The medical record was reviewed from hospital discharge to outpatient neurology follow-up to identify medication problems that occurred. The primary outcome was the difference in proportion of medication problems between the cohorts, with secondary outcomes including incidence of medication problems with harm potential, overall incidence of medication problems, and 30-day epilepsy-related readmissions.

A total of 221 patients were included in the analysis, with similar baseline demographics shown between the control cohort (n = 163) and the discharge education cohort (n = 58), except for racial distribution. Epilepsy diagnosis and admission reason were also similar, with electroencephalographic monitoring and increased seizure frequency cited as the most common admission reasons in both cohorts.

Findings indicated that the incidence of medication problems was not significantly different  between the control cohort and discharge education cohort (29.4% vs 24.1%; P = .44). Medication problems with harm potential were 25.6% lower in the discharge education cohort than the control group, but the difference also did not meet statistical significance (54.2% vs 28.6%; P = .131).

The most common type of medication problem with harm potential was mismatch dose (n = 12 [40%]), followed by mismatch directions (n = 5 [16.7%]), requires prior authorization (n = 4 [13.3%]), mismatch drug (n = 3 [10%]), prescription not sent (n = 3 [10%]), and unclear directions (n = 3 [10%]).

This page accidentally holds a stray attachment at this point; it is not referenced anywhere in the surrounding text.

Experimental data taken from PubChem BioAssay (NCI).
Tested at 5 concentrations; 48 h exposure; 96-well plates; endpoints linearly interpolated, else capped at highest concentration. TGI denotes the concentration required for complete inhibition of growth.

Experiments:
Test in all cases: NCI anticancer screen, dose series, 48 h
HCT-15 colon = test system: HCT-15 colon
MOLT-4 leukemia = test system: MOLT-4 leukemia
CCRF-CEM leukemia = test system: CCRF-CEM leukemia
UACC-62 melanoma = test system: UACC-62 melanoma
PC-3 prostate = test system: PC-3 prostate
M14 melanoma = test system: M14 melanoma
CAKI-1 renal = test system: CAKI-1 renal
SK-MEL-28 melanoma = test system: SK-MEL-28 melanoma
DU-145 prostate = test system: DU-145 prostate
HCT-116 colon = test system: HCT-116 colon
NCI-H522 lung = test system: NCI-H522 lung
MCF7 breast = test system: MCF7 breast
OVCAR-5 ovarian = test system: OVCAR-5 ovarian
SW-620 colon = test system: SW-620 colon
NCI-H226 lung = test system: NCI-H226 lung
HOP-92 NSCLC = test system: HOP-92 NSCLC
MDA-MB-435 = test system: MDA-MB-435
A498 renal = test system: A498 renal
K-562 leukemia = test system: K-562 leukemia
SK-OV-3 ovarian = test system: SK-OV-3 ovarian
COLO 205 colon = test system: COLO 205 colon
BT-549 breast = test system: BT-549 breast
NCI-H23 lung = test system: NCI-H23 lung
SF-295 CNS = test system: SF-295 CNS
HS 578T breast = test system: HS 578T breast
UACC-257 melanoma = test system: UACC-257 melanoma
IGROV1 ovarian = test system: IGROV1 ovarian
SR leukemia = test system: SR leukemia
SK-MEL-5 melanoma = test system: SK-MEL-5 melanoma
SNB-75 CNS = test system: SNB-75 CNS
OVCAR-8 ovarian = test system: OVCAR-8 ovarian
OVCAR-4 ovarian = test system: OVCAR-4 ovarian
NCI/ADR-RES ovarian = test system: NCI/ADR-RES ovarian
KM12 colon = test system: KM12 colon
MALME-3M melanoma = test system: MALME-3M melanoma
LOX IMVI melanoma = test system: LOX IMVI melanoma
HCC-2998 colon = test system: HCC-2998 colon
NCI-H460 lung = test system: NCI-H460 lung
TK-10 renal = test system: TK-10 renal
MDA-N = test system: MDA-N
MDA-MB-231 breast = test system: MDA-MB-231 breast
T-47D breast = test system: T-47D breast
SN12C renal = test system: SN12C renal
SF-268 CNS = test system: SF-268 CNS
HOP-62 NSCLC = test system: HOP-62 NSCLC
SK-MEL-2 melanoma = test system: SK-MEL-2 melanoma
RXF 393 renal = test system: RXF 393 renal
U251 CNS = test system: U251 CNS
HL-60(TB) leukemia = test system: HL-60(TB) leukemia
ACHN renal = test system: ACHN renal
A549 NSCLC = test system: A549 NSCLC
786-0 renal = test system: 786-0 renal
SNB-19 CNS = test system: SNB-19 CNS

Furthermore, the most common AEDs at discharge were clobazam, felbamate, lamotrigine, levetiracetam, and valproic acid, in which the control cohort and the discharge education cohort showed differences in prescriptions for corticotropin (0% vs 6.9%; P = .005) and lacosamide (9.8% vs 20.7%; P = .033). Additionally, length of hospital stay was different between the cohorts with a median stay of 1 day in the control cohort and 2 days in the discharge education cohort (P = .003)

Researchers noted that the quality of the data in the electronic medical record, which is limited, for the retrospective study design may serve as a potential limitation of the findings. Moreover, they added that the study was underpowered due to low enrollment of pediatric patients with epilepsy in the discharge education cohort, which may have limited the ability to identify an impact of the discharge education intervention.

“This study demonstrated that pediatric patients with epilepsy experience a high percentage of medication errors after hospital discharge,” concluded study authors.

“Discharge education alone was not enough to impact medication errors in pediatric patients with epilepsy, and further intervention is needed. Interventions should focus on discharge programs that target review of medication prescribing.”


Kulawiak J, Miller JA, Hovey SW. Incidence of medication-related problems following pediatric epilepsy admissions. Pediatr Neurol. 2023 Feb 3;142:10-15. doi:10.1016/j.pediatrneurol.2023.01.015

Related Videos
Dr Jeffrey Sippel
Dr. Jeffrey Sippel
Takiyah Durham, MBA, and Margaret Larkins-Pettigrew, MD
Related Content
© 2023 MJH Life Sciences
All rights reserved.